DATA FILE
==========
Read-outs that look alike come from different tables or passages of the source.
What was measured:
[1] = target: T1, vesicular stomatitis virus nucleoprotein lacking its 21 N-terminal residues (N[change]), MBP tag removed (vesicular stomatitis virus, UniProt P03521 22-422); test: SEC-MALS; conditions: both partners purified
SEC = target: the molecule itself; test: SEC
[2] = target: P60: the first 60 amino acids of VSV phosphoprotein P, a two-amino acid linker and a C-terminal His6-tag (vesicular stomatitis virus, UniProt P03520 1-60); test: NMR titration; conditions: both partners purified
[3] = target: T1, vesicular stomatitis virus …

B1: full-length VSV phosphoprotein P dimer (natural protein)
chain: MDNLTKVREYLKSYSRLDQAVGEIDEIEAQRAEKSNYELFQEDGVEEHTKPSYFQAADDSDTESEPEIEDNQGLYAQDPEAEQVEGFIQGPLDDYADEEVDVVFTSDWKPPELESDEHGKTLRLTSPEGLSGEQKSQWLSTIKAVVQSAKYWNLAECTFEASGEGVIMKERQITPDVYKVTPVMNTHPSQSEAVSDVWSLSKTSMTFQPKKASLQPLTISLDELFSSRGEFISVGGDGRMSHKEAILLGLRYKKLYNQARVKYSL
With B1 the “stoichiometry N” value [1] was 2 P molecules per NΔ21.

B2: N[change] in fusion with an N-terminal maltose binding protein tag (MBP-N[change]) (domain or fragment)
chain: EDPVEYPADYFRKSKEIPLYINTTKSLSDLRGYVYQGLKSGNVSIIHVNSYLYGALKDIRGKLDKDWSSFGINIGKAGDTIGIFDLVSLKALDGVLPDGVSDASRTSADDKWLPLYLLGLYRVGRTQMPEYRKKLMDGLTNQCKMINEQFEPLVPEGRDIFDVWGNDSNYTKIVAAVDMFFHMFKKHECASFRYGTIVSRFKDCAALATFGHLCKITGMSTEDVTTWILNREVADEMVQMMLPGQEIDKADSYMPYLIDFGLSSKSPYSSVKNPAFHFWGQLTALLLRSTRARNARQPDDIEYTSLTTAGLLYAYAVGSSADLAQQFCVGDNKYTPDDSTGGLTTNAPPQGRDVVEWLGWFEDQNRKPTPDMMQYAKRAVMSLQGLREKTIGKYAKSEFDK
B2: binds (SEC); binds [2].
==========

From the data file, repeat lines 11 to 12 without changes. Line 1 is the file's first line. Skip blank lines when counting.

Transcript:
chain: EDPVEYPADYFRKSKEIPLYINTTKSLSDLRGYVYQGLKSGNVSIIHVNSYLYGALKDIRGKLDKDWSSFGINIGKAGDTIGIFDLVSLKALDGVLPDGVSDASRTSADDKWLPLYLLGLYRVGRTQMPEYRKKLMDGLTNQCKMINEQFEPLVPEGRDIFDVWGNDSNYTKIVAAVDMFFHMFKKHECASFRYGTIVSRFKDCAALATFGHLCKITGMSTEDVTTWILNREVADEMVQMMLPGQEIDKADSYMPYLIDFGLSSKSPYSSVKNPAFHFWGQLTALLLRSTRARNARQPDDIEYTSLTTAGLLYAYAVGSSADLAQQFCVGDNKYTPDDSTGGLTTNAPPQGRDVVEWLGWFEDQNRKPTPDMMQYAKRAVMSLQGLREKTIGKYAKSEFDK
B2: binds (SEC); binds [2].